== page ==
While Chicago might not have its very own Patti Stanger, it does have its own crop of relationship experts, including Chicago Tribune and nationally syndicated advice columnist Amy Dickinson, better known as “Ask Amy.” Amy, along with relationship expert and CNN Headline News Correspondent Shanea Hall and local matchmaker Bela Gandhi recently gathered to share their expertise at a panel discussion hosted by Trib Nation titled: “Finding and Keeping your Soulmate.” Seizing on the opportunity to learn from the real experts, some single friends and I decided to attend the at times hilarious and often cringe-worthy event. Focused mostly on the speakers own dating stories often affectionately referred to as a “dis-ate” and playing to a mostly female crowd of 30-40something women, the evening was an opportunity to learn, share advice and have fun.
The former wife of an NFL player, Shanea Hall spent 14 years in a rocky marriage worried about her husband cheating. When she left the marriage, she knew she needed a break from the dating scene to pick up the pieces of her life, so she went on a, “dating detox” (and I thought I’d coined the term!) She was celibate for two years as she rediscovered what, “made her happy.” She recommends that others going through similar breakups do the same, “make it plain in writing to you what it is about you that you like— what you bring to the table,” she says. “If you jump into a new relationship too fast, without getting over the last one, you risk entering another unhealthy situation where your self-esteem is centered on the man.”
Exercise of clarity.
Bela Gandhi, founder of the Smart Dating Academy, takes a similar approach with her new clients. She has them do an “exercise in clarity” to examine how their past relationships—all the way back to childhood—can influence or pattern their new ones. She says it’s as simple as making a list of, “five things you like and dislike about your past relationships and to use them as red flags to watch out for in new ones.”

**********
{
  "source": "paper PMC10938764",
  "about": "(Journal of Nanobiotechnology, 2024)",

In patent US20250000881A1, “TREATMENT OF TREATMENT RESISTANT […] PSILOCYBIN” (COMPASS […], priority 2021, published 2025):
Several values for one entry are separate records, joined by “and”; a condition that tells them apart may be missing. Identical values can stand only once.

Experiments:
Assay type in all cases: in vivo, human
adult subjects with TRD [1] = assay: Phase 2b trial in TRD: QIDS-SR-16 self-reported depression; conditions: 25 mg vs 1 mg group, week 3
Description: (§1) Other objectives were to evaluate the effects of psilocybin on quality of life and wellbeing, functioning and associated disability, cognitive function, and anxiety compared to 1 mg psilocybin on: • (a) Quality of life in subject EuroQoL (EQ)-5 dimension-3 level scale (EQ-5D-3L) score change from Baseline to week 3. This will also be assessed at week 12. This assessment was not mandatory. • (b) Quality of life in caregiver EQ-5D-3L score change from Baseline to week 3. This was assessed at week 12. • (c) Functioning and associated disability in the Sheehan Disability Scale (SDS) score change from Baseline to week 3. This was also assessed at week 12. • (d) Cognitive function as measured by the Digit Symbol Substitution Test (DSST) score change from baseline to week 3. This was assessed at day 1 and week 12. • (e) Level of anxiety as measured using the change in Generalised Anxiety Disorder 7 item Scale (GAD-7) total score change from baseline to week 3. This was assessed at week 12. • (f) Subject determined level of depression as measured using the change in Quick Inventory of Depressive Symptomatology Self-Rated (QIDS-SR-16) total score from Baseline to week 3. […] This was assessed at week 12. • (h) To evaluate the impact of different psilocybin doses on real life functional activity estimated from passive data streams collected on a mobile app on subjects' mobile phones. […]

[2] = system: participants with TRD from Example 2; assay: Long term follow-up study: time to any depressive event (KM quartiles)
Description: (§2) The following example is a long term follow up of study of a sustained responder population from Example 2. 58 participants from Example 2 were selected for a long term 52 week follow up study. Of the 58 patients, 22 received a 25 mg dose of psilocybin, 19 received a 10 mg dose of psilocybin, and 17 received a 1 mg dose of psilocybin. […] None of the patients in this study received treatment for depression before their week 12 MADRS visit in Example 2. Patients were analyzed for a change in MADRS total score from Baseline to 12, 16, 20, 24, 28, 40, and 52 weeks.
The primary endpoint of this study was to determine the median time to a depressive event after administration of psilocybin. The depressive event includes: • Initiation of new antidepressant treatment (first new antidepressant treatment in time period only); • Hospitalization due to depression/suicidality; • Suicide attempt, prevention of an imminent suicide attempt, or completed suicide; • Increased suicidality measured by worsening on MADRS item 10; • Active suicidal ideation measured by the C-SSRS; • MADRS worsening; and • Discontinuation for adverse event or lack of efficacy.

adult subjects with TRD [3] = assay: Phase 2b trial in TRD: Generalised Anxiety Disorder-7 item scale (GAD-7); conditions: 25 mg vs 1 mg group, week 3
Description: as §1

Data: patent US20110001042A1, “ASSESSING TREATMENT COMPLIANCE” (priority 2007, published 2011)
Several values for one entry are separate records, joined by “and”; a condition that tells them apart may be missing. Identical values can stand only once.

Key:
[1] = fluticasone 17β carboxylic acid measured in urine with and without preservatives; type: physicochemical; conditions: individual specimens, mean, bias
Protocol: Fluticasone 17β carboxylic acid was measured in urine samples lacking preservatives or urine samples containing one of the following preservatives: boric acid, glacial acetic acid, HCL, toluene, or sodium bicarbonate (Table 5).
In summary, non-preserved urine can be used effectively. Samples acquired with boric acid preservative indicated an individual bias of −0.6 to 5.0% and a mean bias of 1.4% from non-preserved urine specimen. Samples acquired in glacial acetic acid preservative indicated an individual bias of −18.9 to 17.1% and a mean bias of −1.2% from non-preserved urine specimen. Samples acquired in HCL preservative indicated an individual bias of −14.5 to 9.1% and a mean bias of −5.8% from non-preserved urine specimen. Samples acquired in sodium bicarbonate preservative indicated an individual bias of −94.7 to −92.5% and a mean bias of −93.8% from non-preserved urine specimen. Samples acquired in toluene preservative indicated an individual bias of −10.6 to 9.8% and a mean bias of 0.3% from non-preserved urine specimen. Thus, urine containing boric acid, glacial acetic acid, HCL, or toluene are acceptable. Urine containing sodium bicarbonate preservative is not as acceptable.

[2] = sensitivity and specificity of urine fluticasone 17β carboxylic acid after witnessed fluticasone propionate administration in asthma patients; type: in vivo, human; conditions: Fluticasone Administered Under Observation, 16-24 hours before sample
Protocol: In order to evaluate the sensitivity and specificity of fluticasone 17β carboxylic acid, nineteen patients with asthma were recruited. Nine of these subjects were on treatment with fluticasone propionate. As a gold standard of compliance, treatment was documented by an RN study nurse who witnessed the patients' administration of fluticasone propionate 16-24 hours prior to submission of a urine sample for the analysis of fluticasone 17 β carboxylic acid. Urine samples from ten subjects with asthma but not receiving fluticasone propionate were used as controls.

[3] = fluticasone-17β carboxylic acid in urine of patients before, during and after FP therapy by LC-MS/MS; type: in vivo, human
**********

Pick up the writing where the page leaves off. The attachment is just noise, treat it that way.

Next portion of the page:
Don’t be online-averse.
Once you’re ready to find that special someone, don’t be “online-adverse.” According to the panelists, more than 40 million Americans are dating online and “everybody is doing it.” But there’s a right way and a wrong way to online date. First, make sure that your profile photo is just of your face with a big, warm smile. Bela recommends shying completely away from “glamour shots’ because they can send the wrong message—you need to be rich to date me or I’m too good for you. She also recommends creating an “authentic profile,” which includes examples and stories and about five adjectives that describe you. Finally, she says to cast your net wide— even using tools like Facebook.
A well of people.
They all agreed that Facebook is a great tool to help your super connectors— married friends who know single people they should set you up with— get you dates. Look at your friends’ friend lists and scope out potential mates. Don’t be afraid to ask your friends for details about them— you might find your next boyfriend or girlfriend.
16 dates till you give it up.
Once you think you’ve found that special someone, don’t give it up quick…in fact, the experts agreed you should wait 16 dates. They say, “women develop emotional chemistry immediately, but men need time to build it and if you give it up too fast, they won’t have a chance to.” Now, I agree with them and I’ve openly admitted to my own prudish tendencies in the past, but 16 dates before you give it up is a little extreme, even for me. Don’t get me wrong, I still don’t think people should sleep around until they are in a 100% monogamous and committed relationship, but I’m not sure it takes 16 dates to get to that point. What do you think Oy!sters?
One thing the panelists and I could all agree on is that the most important thing you can do in a new relationship is to look at what the other person is doing, not just what they are saying. And trust your gut to catch those red flags. For example, if they are significantly late to a date, they might not be that invested in you because if they were, they’d figure out a way to get there on time.
And that in the end, everyone is just looking for someone nice who can be their best friend, so be nice to everyone you meet because you never know when you’ll find your next love.
TribU!, a part of Trib Nation, a new initiative of community outreach by the Chicago Tribune, hosts live gatherings on issues of importance to Chicagoans. To learn more about TribU!, and to see the schedule of future events, check out: www.chicagotribune.com/tribnation.